Identifying the economic value of rail services: issues in transport assessment and evaluation

Document Type

Conference Paper

Publication Date


Subject Area

economics - appraisal/evaluation, mode - rail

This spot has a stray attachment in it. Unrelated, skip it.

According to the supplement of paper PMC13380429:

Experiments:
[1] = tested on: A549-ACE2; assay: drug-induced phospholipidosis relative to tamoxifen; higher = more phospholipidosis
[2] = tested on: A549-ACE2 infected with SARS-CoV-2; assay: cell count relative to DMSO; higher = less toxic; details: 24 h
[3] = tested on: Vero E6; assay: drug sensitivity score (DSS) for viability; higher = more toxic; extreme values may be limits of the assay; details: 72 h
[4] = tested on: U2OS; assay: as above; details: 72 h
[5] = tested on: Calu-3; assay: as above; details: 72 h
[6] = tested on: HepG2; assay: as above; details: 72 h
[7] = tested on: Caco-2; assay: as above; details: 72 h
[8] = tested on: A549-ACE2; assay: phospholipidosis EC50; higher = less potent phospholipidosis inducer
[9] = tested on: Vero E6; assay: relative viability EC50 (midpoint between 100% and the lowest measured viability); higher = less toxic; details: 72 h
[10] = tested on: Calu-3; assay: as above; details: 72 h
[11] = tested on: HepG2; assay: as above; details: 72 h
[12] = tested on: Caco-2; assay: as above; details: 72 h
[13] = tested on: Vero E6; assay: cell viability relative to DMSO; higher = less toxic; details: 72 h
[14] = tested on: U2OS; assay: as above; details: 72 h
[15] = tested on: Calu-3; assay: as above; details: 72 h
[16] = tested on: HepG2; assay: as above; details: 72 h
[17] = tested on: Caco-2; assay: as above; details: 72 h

Following a literature review of international practice, the authors’ main research concluded that New Zealand procedures fell short of good international practice, which typically incorporates ‘strategic assessment’ followed by proposal-specific ‘detailed evaluation’ procedures. The original research was supplemented by further (as yet unpublished) research work in this field to develop more complete and detailed evaluation procedures for rail proposals. This paper explores why rail often appears to perform poorly on the basis of current procedures, and concludes that this is partly due to New Zealand’s history of transport funding. The hypothecation of road transport taxation, has lead to a ‘user-pays’ perception of accountability to motorised road users. One of the consequences of this is that some benefits are either inadequately or inappropriately valued within current evaluation procedures.